Margaret Lopez, 56, was killed when her husband's patrol car was struck head-on by a motorist going the wrong direction. The deputy was working the overnight shift and had his wife with him during his patrol.
Many law enforcement agencies in the state allow ride-alongs by family members. But some have more rigid restrictions. The St. Paul Police Department is one of them.
St. Paul's ride-along policy was created in the 1970s. It prohibits people from riding with officers if they are related to them.
Police Department spokesman Tom Walsh says there have been a few exceptions over the years that have been approved by the police chief. But he says for the most part, the department adheres to the policy.
“It might help the relationship more if they understand it, because there's nothing like this job and what it does to a person.”Ramsey County Sheriff's deputy Kristi Pavek
"I don't know why the policy was written as it was. I can tell you that the people who established that policy are no longer here and really aren't available to us to ask why they wrote it in the fashion that they did. All I can tell you is that it has served us pretty well over time," says Walsh.
Bill Gillespie worked as a St. Paul police officer in the 1970s, when the department's ride-along policy was created. He's now executive director of the Minnesota Police and Peace Officers Association.
Gillespie says when he was a cop, he asked his St. Paul superiors if he could take his cousin on a ride-along. At the time, the cousin was interested in becoming a St. Paul police officer. Gillespie's request was denied.
Gillespie recalls being told that it could be too disruptive to families if something went wrong during the patrol shift.
"The problem being, I guess, just what could have happened the other night. You could have a squad accident, you could have any sort of scenario that you care to paint," says Gillespie. "And then all of a sudden if both parents are gone, what in the world would you do with the situation with the family that's left? So I think that was always the intention of the St. Paul Police Department not to allow that."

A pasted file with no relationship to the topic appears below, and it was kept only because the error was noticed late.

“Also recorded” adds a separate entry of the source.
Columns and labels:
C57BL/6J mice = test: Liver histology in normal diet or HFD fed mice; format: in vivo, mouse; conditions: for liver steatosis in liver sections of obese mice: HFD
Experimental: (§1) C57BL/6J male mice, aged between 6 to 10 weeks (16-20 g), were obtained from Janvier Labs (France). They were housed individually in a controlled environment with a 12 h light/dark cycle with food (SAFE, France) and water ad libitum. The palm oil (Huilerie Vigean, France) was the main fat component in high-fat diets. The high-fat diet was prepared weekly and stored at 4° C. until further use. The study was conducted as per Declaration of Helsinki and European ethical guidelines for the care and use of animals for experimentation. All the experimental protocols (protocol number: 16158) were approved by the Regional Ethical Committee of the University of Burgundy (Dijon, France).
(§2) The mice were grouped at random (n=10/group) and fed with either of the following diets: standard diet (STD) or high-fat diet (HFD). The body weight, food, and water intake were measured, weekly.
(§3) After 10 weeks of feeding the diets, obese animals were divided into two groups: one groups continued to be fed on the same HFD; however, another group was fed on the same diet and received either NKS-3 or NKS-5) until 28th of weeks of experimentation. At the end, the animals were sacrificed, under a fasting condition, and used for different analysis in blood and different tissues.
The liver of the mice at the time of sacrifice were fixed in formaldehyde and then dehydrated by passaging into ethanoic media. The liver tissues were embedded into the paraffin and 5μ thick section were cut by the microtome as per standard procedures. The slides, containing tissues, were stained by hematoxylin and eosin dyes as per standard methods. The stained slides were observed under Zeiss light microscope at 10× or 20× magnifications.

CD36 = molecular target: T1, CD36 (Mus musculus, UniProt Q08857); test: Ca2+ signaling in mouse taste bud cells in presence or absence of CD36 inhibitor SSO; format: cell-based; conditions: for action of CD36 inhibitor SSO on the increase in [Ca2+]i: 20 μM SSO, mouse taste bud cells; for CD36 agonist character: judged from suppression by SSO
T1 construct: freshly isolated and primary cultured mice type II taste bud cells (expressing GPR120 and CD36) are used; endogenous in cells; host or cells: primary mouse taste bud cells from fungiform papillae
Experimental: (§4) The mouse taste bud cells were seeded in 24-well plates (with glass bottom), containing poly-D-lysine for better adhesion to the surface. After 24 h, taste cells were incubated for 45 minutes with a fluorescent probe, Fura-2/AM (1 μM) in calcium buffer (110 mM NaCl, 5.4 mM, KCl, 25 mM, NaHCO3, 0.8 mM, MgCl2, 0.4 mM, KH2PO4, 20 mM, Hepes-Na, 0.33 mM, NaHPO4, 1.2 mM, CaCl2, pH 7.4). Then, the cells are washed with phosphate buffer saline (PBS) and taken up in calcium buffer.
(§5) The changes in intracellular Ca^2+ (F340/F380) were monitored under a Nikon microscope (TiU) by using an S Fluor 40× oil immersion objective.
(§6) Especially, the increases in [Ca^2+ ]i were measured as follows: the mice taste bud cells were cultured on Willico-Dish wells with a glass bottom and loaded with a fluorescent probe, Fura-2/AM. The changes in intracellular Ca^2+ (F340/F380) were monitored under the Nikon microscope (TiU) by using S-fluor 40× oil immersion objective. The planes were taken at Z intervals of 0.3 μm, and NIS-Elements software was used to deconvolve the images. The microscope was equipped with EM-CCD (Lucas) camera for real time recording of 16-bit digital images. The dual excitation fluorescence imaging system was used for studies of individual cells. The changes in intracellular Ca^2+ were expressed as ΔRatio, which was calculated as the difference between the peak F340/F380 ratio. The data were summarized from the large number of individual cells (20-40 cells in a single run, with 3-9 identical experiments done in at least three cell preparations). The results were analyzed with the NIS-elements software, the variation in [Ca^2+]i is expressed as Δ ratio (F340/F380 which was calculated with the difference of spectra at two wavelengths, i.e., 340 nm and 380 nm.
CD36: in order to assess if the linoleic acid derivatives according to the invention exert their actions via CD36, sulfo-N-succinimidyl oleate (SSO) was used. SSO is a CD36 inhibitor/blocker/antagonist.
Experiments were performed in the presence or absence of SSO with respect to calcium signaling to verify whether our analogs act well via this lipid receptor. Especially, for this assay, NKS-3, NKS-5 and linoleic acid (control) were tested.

Gillespie says he was told his cousin could go on a ride-along with an unrelated officer. St. Paul Police still allow those arrangements. In fact, any city resident without a felony criminal history can ride along with St. Paul police if they sign a liability waiver.
Gillespie says he thinks it's a good idea to allow ride-alongs. He says they are an excellent way for the public to get a better understanding of what's involved in police work. But he says it also makes sense to have limits on who can go.
"If I was a police chief I would probably not permit family members to ride with police officers. But that's probably a product of my experience, the culture that I came out of," says Gillespie.
Ramsey County Sheriff Bob Fletcher was unavailable to talk with MPR about whether he will review his department's ride-along policy. But deputy Kristi Pavek says so far she hasn't heard anything suggesting the policy will be changed.
Pavek works closely with deputy Joseph Lopez, whose wife died in the New Year's Day accident. Pavek says she hopes the sheriff's administration doesn't tinker with its ride-along policy.
"It was an accident. It could have happened to a civilian driving down the road in their car. It just so happened that it happened to a policeman and his wife," says Pavek. "So I just don't see taking away the ride-along program as being an answer to this."
Pavek says on the night of the accident, her aunt rode along with her. And she says another deputy she works with had his wife along with him. Pavek says it's important for officers to be able to show their family members what they do.
"It might help the relationship more if they understand it, because there's nothing like this job and what it does to a person," says Pavek. "I think that it's important that our families are able to ride along."
Alcohol was apparently involved in the crash that took the life of the deputy's wife.
Elizabeth Rhodes, 23, of White Bear Lake, was the driver of the vehicle that collided with deputy's squad car. State Patrol officials say alcohol was detected in her the driver's system at the time of the crash.
A spokesperson for Regions Hospital says Rhodes remains in critical condition. No charges have been filed yet in connection with the crash.